Te Reo Māori - A Taonga
He aha te mea te taonga? Ko te taonga he mea ka tū hei tuakiri mō te whānau, hapū, iwi rānei me ō rātou whenua tipu.
What exactly are taonga? A taonga can be any item, object or thing that represents the ancestral identity of a Māori kin group (whānau, hapū or iwi) in relation to particular lands and resources.
Ka taea e koe te tā i te taonga pērā ki ngā momo kākahu, ki ngā patu pounamu, me tētehi waka tauā rānei. Arā hoki ētahi kāore koe e āhei ana ki te tā, pērā ki te mātauranga ki te mahi whakairo, ki te taki whakapapa me te waiata mōteatea rānei.
Taonga can be tangible like a cloak, a greenstone weapon or a war canoe, or they can be intangible like the knowledge to be able to carve, recite geneaology or sing a lament.
Ina ka heke iho ngā taonga ki ia rēanga ka whakataumaha hoki te mana ki runga.
As taonga are passed down through the generations they become more valuable as the number of descendants increases.
Kei ia taonga te mana, te tapu me te kōrero. Mehemea he tino rangatira te kaipupuri o tētahi taonga he nui hoki te mana o ana taonga.
All taonga possess, in varying degrees, the elements of mana (ancestral prestige), tapu (spiritual protection) and kōrero (genealogically ordered narratives). The greater the ancestors, the greater the mana of associated taonga.
Mā ngā karakia ka tiaki i te tapu o ngā taonga kia tau pai ai ki runga i te mata o te whenua mō ake tonu
Taonga are protected through karakia (rituals and incantation), which invoke the element of tapu and ensure they are treated with due reverence.
Mā nga taonga anōka mau ai i te wairua o tētahi tūpuna, arā, ko te taonga te tangata, ko te taonga. Mā te wairua o ngā taonga ka puta tōna ihi, te wehi, me te wana.
They are seen as the spiritual personifications of particular ancestors, either as direct images or through association. Descendants experience this wairua (ancestral spirit) as ihi (presence), wehi (awe) and wana (authority).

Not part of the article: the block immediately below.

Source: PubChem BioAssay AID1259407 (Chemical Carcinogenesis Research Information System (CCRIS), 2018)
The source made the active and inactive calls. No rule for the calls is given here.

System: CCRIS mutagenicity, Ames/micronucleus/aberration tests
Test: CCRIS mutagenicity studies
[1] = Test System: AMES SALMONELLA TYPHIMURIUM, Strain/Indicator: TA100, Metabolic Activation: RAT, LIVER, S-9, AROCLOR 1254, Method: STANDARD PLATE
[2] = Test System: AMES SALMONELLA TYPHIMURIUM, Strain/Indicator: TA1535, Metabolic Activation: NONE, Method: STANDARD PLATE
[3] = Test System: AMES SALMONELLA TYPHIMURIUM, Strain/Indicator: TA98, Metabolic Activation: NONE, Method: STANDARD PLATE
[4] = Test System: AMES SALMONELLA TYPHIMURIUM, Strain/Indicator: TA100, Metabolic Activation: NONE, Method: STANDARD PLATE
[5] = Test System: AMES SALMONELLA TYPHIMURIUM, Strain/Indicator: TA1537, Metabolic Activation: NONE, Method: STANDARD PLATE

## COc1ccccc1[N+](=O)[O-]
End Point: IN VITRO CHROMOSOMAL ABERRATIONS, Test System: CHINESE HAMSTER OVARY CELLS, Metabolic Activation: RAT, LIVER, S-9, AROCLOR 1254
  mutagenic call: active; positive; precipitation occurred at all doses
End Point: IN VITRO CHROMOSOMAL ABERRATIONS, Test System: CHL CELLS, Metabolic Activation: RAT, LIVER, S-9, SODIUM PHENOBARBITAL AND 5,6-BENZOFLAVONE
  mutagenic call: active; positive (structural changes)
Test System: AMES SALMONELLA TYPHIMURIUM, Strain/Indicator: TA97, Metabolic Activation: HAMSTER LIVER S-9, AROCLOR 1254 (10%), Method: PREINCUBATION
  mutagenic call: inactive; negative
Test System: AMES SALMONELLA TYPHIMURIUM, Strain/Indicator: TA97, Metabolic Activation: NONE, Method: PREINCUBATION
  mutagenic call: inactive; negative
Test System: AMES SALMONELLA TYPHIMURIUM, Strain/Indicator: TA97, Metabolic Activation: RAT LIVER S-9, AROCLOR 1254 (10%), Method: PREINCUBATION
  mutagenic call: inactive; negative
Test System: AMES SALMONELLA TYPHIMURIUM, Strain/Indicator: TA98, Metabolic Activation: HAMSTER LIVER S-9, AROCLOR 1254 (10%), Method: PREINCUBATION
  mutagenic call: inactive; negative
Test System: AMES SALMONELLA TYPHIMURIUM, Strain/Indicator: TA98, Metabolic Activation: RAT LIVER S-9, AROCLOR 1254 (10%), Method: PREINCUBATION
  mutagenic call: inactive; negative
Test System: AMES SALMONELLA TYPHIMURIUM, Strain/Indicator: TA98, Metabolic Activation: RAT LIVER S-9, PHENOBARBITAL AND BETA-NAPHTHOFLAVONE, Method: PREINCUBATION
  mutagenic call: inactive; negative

Nō reira, ka heke iho ngā taonga mai rā anō, ā, tae atu ki ngā rā ka whai ake kia āhei ia rēanga ki te tūtaki i o rātou tūpuna, kanohi ki te kanohi.
Thus taonga are time travellers, bridging the generations, allowing descendants to meet their ancestors ritually, face to face.
Āpiti atu i tēnā, ko ngā taonga hei tauheretia i ngā rēanga ki ngā rā o mua. Mā ngā taonga ka whakamārama ake i te whakapapa ā-tangata, ā-whenua hoki.
Furthermore, taonga are vital threads from the past, acting as guides to interpreting the past. They assist descendants to understand the often complex whakapapa (genealogical relationships) that remain patterned across whenua (ancestral lands) of modern tribal New Zealand.
I roto i ngā tangihanga ka kitea mārama ai e koe ngā tikanga ka tau e ngā koroua hei whakatō i ngā tūpuna kia kawe atu i te tūpāpaku ki Hawaiki.
This is most apparent during tangihanga, when taonga are ‘performed’ by descendant elders on marae (ritual courtyards), summoning appropriate ancestors from Hawaiki, the Maori spiritual homeland, so they might collect the newly deceased and take him or her home.
Pērā te mahi rapu kōrero mō ngā taonga ki te whai atu i tētahi aho a te korowai.
Tracking the pathway of taonga through the Maori universe of time and space is like tracing an aho (a single thread) in a korowai (cloak).
He rite tonu te rere o te aho ki te rere o te tūī te ngahere, arā, ka puta, ka huna, ka puta, ka huna anō. Ka haere pēnei, ā, ka tāpiri ki ētahi atu aho, taonga rānei, ka heke iho mai i tētahi rēanga whakapapa ki te mea e whai ake.
The aho, like the flight of the tui through the bush, appears and disappears, time after time, in a repeating pattern that interlocks with other threads, or taonga, descending from one layer of whakapapa to the next.
This is an excerpt from the bi-lingual book Ko Tawa - Māori Treasures of New Zealand, written and published in 2006 by University of Otago academic and NPM Principal Investigator Professor Paul Tapsell.
Books too are taonga and here at NPM this 2017 Te Wiki o Te Reo Māori, we will be acknowledging the work of Māori researchers and writers in publishing books that celebrate and acknowledge the importance of te reo, tikanga and mātauranga for our future wellbeing and understanding of Te Ao Māori and its importance to all of our futures.